The recent revival of body size relationships in ecology has boosted our understanding of ecosystems. Here, a simple model, based on energy equivalency, integrates rate, age, density and area parameters that are important in ecological modelling. Allometric relationships for quantities as diverse as ingestion, mortality, age at maturity, maximum density, territory size of different species groups and trophic levels are derived from production and some ecological transfer efficiencies. The theory is supported by a meta-analysis of 230 allometric regressions derived from over 100 publications. The relationships are shown to be mutually consistent and fit into the model. Rate constants generally decrease with organism mass at an exponent of −1/4. Age and density parameters increase in the same direction following a slope of 1/4. Differences between plants, invertebrates, cold-blooded vertebrates and warm-blooded vertebrates are reflected in the intercepts and can be anticipated from temperature, trophic position and evolutionary history. Cold-blooded species have lower rate constants but reach higher ages and densities than equally sized warm-blooded organisms. Intercepts of body size distributions tend to decrease with trophic position, at a level that is predicted by ecological efficiencies. Area parameters, such as the territory size and geographic range, tend to decrease with species size, but slopes and intercepts were often different from the expected value. Occasionally, outliers were also noted for rate, time or density parameters. With the model at hand, such deviations can be easily identified and subjected to more extensive empirical and theoretical research. With these restrictions, specific issues can now be addressed by a framework that complies with extensive information on related parameters.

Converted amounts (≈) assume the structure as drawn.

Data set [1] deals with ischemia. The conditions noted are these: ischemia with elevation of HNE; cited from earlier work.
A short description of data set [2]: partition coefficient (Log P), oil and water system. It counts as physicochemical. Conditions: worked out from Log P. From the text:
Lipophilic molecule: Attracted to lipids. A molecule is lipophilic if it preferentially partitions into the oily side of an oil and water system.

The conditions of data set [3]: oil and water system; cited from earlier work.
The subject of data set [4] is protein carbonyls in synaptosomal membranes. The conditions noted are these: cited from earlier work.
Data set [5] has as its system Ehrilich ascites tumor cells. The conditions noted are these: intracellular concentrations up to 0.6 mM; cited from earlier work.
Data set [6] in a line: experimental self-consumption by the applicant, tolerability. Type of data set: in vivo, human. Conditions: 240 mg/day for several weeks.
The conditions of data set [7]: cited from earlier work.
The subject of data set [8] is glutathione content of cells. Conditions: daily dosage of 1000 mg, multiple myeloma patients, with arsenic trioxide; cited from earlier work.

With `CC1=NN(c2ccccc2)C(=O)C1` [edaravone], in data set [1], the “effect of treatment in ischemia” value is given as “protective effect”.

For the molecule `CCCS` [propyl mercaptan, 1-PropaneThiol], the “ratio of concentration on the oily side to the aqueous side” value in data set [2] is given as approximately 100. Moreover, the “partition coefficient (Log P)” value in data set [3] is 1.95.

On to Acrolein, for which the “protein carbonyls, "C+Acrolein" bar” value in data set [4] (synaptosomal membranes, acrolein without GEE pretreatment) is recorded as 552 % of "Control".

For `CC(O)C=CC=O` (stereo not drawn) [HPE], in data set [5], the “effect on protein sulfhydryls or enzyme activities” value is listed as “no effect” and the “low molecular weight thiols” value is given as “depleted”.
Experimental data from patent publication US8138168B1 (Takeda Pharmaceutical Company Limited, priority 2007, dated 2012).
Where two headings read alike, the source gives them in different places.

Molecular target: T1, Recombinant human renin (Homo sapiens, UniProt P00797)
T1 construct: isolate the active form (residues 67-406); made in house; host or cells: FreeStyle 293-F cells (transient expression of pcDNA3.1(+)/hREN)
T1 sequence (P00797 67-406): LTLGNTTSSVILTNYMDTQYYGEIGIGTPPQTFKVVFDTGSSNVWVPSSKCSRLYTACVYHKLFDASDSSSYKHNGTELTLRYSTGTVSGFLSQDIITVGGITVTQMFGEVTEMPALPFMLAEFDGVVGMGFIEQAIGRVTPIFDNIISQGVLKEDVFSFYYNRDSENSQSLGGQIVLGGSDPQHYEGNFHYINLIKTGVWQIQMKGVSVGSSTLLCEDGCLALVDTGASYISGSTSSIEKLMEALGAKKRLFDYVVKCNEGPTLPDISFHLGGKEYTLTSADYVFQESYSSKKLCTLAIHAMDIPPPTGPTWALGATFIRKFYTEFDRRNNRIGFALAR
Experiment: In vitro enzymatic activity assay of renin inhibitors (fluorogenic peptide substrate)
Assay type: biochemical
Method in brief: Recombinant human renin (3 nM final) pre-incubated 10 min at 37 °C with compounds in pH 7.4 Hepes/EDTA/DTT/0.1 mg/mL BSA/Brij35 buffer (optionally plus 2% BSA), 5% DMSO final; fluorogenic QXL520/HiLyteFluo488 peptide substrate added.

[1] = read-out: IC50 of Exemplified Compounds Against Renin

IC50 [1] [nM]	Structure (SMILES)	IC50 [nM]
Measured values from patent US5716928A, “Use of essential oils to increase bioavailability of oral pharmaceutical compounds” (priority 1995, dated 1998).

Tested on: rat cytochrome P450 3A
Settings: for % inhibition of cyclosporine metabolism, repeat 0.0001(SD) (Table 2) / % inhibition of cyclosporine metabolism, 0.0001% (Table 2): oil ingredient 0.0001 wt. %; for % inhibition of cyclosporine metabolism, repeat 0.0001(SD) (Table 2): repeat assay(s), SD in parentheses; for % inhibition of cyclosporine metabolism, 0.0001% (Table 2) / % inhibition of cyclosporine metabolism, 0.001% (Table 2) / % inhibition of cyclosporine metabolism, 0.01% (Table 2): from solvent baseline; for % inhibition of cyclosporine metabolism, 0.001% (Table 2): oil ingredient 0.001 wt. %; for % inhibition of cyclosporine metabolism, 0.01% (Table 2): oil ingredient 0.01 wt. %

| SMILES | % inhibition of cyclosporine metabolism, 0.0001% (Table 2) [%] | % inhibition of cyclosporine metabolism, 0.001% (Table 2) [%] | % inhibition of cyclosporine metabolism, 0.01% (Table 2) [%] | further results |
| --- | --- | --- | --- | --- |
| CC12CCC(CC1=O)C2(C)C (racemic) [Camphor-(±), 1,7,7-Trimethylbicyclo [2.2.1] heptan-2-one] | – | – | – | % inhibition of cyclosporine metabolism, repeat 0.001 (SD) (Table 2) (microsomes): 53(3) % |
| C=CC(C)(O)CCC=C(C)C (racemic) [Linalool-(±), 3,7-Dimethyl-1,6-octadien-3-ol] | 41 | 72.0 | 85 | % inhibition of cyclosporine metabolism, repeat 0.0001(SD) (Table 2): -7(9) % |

Ecological Modelling – Elsevier
Published: Jul 10, 2007
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